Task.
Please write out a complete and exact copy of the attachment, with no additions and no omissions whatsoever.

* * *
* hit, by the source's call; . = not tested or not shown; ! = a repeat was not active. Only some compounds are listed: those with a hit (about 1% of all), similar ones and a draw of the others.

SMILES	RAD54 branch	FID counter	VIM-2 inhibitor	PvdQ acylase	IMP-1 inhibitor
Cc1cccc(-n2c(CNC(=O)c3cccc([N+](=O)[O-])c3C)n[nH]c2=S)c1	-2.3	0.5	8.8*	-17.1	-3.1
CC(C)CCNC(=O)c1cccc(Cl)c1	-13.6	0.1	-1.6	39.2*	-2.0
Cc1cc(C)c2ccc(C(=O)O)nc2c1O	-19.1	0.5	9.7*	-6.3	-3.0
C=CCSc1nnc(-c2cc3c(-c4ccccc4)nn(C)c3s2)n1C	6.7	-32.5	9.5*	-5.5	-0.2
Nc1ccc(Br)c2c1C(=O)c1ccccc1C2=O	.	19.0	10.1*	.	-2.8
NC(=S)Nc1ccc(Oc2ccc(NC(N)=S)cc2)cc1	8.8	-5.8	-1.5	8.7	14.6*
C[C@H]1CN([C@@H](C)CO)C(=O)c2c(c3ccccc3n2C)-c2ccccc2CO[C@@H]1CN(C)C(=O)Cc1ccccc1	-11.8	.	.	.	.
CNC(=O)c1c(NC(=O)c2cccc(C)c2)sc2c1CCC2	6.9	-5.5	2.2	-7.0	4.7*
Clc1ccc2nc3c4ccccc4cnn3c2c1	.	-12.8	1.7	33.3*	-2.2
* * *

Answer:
* hit, by the source's call; . = not tested or not shown; ! = a repeat was not active. Only some compounds are listed: those with a hit (about 1% of all), similar ones and a draw of the others.

SMILES	RAD54 branch	FID counter	VIM-2 inhibitor	PvdQ acylase	IMP-1 inhibitor
Cc1cccc(-n2c(CNC(=O)c3cccc([N+](=O)[O-])c3C)n[nH]c2=S)c1	-2.3	0.5	8.8*	-17.1	-3.1
CC(C)CCNC(=O)c1cccc(Cl)c1	-13.6	0.1	-1.6	39.2*	-2.0
Cc1cc(C)c2ccc(C(=O)O)nc2c1O	-19.1	0.5	9.7*	-6.3	-3.0
C=CCSc1nnc(-c2cc3c(-c4ccccc4)nn(C)c3s2)n1C	6.7	-32.5	9.5*	-5.5	-0.2
Nc1ccc(Br)c2c1C(=O)c1ccccc1C2=O	.	19.0	10.1*	.	-2.8
NC(=S)Nc1ccc(Oc2ccc(NC(N)=S)cc2)cc1	8.8	-5.8	-1.5	8.7	14.6*
C[C@H]1CN([C@@H](C)CO)C(=O)c2c(c3ccccc3n2C)-c2ccccc2CO[C@@H]1CN(C)C(=O)Cc1ccccc1	-11.8	.	.	.	.
CNC(=O)c1c(NC(=O)c2cccc(C)c2)sc2c1CCC2	6.9	-5.5	2.2	-7.0	4.7*
Clc1ccc2nc3c4ccccc4cnn3c2c1	.	-12.8	1.7	33.3*	-2.2